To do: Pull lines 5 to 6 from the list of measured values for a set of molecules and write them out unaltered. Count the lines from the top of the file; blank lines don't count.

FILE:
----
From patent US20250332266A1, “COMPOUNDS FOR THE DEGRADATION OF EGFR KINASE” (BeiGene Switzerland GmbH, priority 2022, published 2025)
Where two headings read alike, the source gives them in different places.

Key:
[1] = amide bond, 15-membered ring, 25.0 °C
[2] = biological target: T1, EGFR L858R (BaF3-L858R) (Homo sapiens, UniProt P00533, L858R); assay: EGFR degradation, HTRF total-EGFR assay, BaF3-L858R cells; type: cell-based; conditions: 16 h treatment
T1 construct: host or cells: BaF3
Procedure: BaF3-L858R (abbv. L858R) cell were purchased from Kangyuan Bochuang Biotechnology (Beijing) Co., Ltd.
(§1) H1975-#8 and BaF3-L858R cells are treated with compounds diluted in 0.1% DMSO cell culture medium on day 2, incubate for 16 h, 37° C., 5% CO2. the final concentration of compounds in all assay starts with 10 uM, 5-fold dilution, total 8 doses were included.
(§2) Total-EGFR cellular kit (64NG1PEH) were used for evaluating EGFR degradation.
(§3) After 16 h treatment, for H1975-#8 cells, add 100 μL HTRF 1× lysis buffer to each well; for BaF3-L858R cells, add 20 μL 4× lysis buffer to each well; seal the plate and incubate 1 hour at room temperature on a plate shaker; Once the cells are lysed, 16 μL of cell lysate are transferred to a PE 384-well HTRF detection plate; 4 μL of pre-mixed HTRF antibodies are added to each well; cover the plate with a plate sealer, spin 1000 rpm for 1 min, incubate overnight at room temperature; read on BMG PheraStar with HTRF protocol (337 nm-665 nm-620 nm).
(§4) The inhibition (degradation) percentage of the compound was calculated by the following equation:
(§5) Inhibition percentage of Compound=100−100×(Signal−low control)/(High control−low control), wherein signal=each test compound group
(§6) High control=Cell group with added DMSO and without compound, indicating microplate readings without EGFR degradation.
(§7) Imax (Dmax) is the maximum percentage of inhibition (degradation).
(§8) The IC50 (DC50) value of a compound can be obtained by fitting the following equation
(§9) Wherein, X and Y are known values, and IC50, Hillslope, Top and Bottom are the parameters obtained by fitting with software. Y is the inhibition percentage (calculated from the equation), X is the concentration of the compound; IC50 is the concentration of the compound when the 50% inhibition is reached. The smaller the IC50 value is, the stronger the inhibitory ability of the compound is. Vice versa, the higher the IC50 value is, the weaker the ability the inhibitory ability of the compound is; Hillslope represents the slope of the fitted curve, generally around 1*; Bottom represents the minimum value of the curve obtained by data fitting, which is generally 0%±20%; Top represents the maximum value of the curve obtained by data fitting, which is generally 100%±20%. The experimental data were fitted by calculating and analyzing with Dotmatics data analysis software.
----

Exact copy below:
[2] = biological target: T1, EGFR L858R (BaF3-L858R) (Homo sapiens, UniProt P00533, L858R); assay: EGFR degradation, HTRF total-EGFR assay, BaF3-L858R cells; type: cell-based; conditions: 16 h treatment
T1 construct: host or cells: BaF3